Still in her early thirties, Elaine Coughlan is one of the youngest, and counts among only a handful, of female finance directors in the London Stock Exchange’s hard-hit IT hardware industry.
But the hardworking chief financial officer of Irish mobile-internet semiconductor intellectual property provider Parthus, is not put off by the challenge as she steers the company through the economic downturn gripping the market.
‘It has been a long haul,’ she laughs. The chartered accountant admits she has ‘never known anything but busy’ and is ‘very performance-oriented’.
Coughlan qualified as an accountant at 18 and went into practice at Ernst & Young aged 20.
In 1997, she left the Big Four firm after eight years of service and decided to go into industry, joining one of E&Y’s clients, Nasdaq-listed Iona, as an audit director, helping with the company’s initial public offering.
Of the challenges she faced at Iona, Coughlan says: ‘The time post-IPO is probably more stressful and more difficult than that leading up to it. Growing a public company, getting into the quarterly treadmill of reporting to the markets, media, analysts and that whole new community you have to address is challenging.
And internally you have to manage the systems, reporting structures, a management team and start growing the business itself. That’s much more challenging and more interesting than an IPO itself.’
Two-and-a-half years later, she was recruited to be vice-president of the finance function at Parthus. Fortunately she had experience with the company, as she had done due diligence for a venture capitalist wanting to invest in it. They were planning to go down the IPO route, an area in which Coughlan had considerable experience.
Again, she had to roll up her sleeves and get to work straight away, as the company wanted to float on the stock exchange and change its business model.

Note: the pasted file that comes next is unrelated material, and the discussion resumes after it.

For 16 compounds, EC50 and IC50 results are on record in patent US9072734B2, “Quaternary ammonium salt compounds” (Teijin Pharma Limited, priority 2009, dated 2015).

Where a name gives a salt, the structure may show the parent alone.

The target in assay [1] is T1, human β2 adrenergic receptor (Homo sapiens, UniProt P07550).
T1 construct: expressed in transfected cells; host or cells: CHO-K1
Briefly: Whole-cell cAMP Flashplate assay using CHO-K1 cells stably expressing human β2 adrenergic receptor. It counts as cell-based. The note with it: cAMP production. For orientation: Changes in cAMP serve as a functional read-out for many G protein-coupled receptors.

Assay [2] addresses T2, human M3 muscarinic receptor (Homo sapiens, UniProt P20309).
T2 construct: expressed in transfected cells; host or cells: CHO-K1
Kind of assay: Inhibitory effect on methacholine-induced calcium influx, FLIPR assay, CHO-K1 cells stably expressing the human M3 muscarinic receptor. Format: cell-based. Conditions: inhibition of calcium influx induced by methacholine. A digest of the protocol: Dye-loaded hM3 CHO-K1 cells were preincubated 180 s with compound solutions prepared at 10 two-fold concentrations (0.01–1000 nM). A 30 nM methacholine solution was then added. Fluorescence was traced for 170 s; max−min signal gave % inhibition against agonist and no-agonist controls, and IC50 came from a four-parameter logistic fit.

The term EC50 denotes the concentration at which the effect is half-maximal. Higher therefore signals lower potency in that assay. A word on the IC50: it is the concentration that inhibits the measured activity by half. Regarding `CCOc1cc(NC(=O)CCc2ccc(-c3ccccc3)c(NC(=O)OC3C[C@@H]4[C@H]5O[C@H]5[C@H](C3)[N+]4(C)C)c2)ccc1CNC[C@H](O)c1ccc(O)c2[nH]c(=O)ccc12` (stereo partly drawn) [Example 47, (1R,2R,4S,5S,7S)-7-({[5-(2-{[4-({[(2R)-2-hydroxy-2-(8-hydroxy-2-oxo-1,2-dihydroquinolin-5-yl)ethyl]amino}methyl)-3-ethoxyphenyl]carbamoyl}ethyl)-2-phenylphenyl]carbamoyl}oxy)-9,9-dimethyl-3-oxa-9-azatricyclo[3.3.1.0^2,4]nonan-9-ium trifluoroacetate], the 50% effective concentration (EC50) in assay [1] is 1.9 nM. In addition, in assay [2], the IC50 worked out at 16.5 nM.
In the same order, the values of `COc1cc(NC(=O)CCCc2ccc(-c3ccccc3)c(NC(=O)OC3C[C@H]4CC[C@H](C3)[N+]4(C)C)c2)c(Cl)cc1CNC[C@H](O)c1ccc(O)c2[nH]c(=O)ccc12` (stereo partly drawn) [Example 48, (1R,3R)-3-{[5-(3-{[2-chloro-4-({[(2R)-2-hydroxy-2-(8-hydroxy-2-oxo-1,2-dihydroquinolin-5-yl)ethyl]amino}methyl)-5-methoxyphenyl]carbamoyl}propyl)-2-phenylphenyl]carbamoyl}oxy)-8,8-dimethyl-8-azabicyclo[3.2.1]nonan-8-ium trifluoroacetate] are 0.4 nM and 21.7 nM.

‘That meant vamping up the business, bringing on a management team, preparing the company to go public, going out on a roll and starting to meet investors.’
She helped build up the finance team, as the existing accounts department was very different from that required of a publicly listed company. ‘You need very good forecasting skills,’ she explains. ‘You need finance support for the business decisions, you need budgets, sales forecasts. You need profits around all of those. You need to be able to close within 20 days.
You have to put in all of those practices and processes and that takes time.
‘You need the people and you need to change behaviours. You need to move away from the finance department being an accounts department to being a finance department, which supports the business,’ says Coughlan.
Like most FDs, Coughlan believes the finance department has to be a core part of the management team to be really meaningful and successful.
‘My team was centrally involved in a lot of the business unit’s decisions, helping them see the financial implications of their decisions and stay on target.’ And despite a tough year the company continues to meet expectations.
According to analysts, Parthus, for a relative newcomer, is showing maturity beyond its years.
Tough market conditions
But it still has a struggle on its hands. While conditions in the semiconductor industry stabilised in the first half of the year, it is impossible to predict the timing of any significant recovery.
Sales in the three months to 30 June were $10.8m (£7m), up only a smidgen on the first quarter. But the loss of $2.3m was better than expected and well beneath the $3.3m loss of the first quarter.